Playing chips on a blackjack table at an MGM Resorts International property in the US. A Las Vegas-style casino resort is expected to open in southern Vietnam next year. Photo: Bloomberg
The government has submitted a draft decree to the National Assembly Standing Committee that stipulates that casino licenses will only be issued to investors with a registered capital of at least US$4 billion and a minimum experience of 10 years in the business. The ban on gambling for locals remains.
These requirements are too strict and likely to keep out investors, Nguyen Mai, former vice chairman of the State Cooperation and Investment Committee, as the Ministry of Planning and Investment used to be known, told Vietweek in an exclusive interview.
Vietweek: What do you think about the proposed decree?
Nguyen Mai: I do not understand the objective of the Ministry of Finance in drafting the decree. If we want foreign businesses to invest in the field in Vietnam, we should know what requirements they will accept. After seeing the stringent requirements in the draft decree, Malaysia's Genting Group has announced its withdrawal from a US$4-billion integrated resort and casino project in Hoi An.
We should not issue the decree if we want to lure casino investors. I do not understand why we need investors to have a registered capital of at least $4 billion and minimum experience of 10 years. You see [Roman] Abramovich did not have football experience, but still could invest in [English Premier League football club] Chelsea since he hired coaches and managers. Since they have money, investors can hire the world's leading firms to manage their projects. Now investors of all five-star hotels in Vietnam hire managers. Thus the regulation about the experience is not in line with international practice.
Vietnam should consider all aspects before issuing a decree. If we want to build tourism complexes with casinos, we should consider who would accept the requirements and invest. I think the draft decree is not very likely to succeed because nobody would want to invest in the field if it is issued.
Our first casino in Hai Phong has not developed much after 20 years of operation because of our strict regulations. Especially after China prohibited its people from going to Vietnam to gamble (in 2005), casinos in Hai Phong and Quang Ninh Province have not developed.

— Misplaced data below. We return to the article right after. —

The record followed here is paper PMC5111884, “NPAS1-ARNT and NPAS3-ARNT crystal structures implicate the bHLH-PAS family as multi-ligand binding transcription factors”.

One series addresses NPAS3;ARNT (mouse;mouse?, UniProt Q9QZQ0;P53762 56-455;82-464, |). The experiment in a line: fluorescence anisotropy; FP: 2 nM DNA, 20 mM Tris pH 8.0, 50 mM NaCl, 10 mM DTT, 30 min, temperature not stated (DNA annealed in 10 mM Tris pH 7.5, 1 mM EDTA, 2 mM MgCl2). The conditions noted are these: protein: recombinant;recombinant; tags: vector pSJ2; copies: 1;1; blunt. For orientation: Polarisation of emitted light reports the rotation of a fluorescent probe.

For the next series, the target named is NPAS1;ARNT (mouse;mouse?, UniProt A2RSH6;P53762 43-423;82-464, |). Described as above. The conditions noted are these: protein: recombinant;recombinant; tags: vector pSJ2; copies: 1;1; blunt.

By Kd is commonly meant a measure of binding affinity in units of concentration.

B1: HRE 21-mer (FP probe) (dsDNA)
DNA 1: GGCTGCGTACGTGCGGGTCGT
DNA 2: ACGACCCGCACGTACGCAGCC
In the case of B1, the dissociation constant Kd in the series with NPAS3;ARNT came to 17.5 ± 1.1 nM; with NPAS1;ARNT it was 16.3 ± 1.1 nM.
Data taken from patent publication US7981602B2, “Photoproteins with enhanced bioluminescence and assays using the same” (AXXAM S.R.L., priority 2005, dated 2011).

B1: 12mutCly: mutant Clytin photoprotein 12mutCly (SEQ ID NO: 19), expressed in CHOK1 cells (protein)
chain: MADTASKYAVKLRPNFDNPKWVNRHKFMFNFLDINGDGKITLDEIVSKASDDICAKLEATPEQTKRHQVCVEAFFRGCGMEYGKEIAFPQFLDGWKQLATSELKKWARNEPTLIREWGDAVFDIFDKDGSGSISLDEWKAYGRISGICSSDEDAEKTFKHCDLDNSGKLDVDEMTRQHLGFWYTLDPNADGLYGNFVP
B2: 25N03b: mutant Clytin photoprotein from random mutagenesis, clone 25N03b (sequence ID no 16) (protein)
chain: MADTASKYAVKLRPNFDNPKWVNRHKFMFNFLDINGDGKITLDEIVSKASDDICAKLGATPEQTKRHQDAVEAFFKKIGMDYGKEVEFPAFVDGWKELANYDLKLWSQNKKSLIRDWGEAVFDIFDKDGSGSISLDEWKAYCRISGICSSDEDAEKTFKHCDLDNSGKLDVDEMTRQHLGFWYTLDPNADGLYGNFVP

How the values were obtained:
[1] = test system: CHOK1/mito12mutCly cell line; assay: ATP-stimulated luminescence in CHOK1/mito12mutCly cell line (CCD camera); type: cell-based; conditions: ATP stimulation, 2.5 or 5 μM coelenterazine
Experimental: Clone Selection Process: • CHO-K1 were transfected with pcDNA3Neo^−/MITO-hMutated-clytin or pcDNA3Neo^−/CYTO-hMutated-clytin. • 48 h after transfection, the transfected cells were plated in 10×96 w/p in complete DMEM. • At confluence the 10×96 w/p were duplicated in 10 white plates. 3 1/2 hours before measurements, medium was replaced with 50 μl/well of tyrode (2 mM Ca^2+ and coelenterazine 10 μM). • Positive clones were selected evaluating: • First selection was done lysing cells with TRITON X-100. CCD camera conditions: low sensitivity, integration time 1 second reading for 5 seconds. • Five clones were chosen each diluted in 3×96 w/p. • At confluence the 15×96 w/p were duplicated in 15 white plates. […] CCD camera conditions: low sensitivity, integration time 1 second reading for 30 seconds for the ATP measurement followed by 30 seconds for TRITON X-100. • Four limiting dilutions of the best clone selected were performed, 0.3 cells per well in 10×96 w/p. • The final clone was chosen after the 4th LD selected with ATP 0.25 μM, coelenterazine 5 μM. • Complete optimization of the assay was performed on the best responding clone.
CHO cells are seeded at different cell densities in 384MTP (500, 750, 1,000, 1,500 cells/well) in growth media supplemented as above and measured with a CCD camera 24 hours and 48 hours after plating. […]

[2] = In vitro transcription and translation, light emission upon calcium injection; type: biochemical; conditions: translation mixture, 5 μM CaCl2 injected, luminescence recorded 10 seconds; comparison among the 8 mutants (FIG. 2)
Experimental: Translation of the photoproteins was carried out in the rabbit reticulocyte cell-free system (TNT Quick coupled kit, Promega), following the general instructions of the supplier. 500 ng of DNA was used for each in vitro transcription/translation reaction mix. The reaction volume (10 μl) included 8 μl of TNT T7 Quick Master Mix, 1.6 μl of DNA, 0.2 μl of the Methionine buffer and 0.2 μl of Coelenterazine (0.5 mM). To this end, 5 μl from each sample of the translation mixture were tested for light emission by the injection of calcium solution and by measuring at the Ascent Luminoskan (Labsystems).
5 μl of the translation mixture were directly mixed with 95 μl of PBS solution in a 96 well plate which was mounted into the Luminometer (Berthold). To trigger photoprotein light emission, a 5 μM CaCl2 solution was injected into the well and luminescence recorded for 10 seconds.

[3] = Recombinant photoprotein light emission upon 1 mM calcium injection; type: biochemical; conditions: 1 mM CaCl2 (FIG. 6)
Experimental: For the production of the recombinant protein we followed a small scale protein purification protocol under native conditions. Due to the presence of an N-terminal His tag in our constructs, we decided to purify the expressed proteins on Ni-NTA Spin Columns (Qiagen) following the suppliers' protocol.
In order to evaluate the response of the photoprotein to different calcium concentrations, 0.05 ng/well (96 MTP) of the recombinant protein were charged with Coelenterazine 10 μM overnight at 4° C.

Should we allow casinos to be built in thinly populated areas such as Phu Quoc Island and Van Don Island in Quang Ninh Province?
There are two different opinions - one is that we should allow only foreigners to gamble in casinos to develop tourism, and another is that we should allow both locals and foreigners to do it, since Vietnamese spend hundreds of millions of dollars every year betting in Cambodia and Singapore.
|Nguyen Mai, former vice chairman of the State Cooperation and Investment Committee
My opinion is that locals should not be allowed because we already have too many social issues that need to be tackled.
So I think we should not allow casinos in big cities like Hanoi and Ho Chi Minh City. We have banned locals from gambling in casinos, but there are a number of Vietnamese who surreptitiously go to the casino in Hai Phong's Do Son District. We cannot properly control casino customers even though there is only one road leading to it. If we allow casinos in Hanoi and HCMC, it will be even more difficult to control their customers.
So the best way is to allow casinos only on islands. To attract investors, we should have special regulations to enable them and their customers to travel and transfer money.
But we should not discuss casinos too much or consider them an area that should get investment priority in the current context. We should expect FDI only in the fields of high technology and modern services.
How could casinos in Vietnam compete with those in Malaysia or Macau, which are only two or three hours of flying time away from Vietnam?
Their competitiveness does not depend on Vietnam's management, but on investors. Like other projects, casinos can develop well if they have investors with good financial capacity. There is a reason that Las Vegas Sands considered investing in casinos in Vietnam only 25 years after the country's renovation. This means they have already carefully researched it, comparing Vietnam's conditions with those in other countries, so we don't have to worry about their business.
The competitiveness thus depends on how we help investors attract customers. In large projects, the government should discuss with investors to find suitable ways to help them compete.
To attract tourists, casinos should develop together with huge shopping centers and quality hotels. However, that has not yet been implemented in Vietnam. So can casinos in the country attract clientele?
With a registered capital of $4 billion, investors will build complexes with casinos, hotels, and shopping centers. Their customers will be affluent people with incomes in the millions of dollars, not normal tourists.
Foreign investors, when selecting their casino location, will have already researched about their customer sources and revenues. So we need not worry about them. If they want to attract customers, we should cooperate with them on the basis of respecting Vietnamese customs and legal regulations while also securing their benefit.
Casinos often contribute much to government revenues. Malaysia's Genting Group is an example. It opened its first casino 15 years ago, and contributed around $100 million annually to the Malaysian government in the early years. Now, the figure may be much higher.
With a registered capital of $4 billion, casinos could contribute hundreds of millions of dollars to Vietnam every year.
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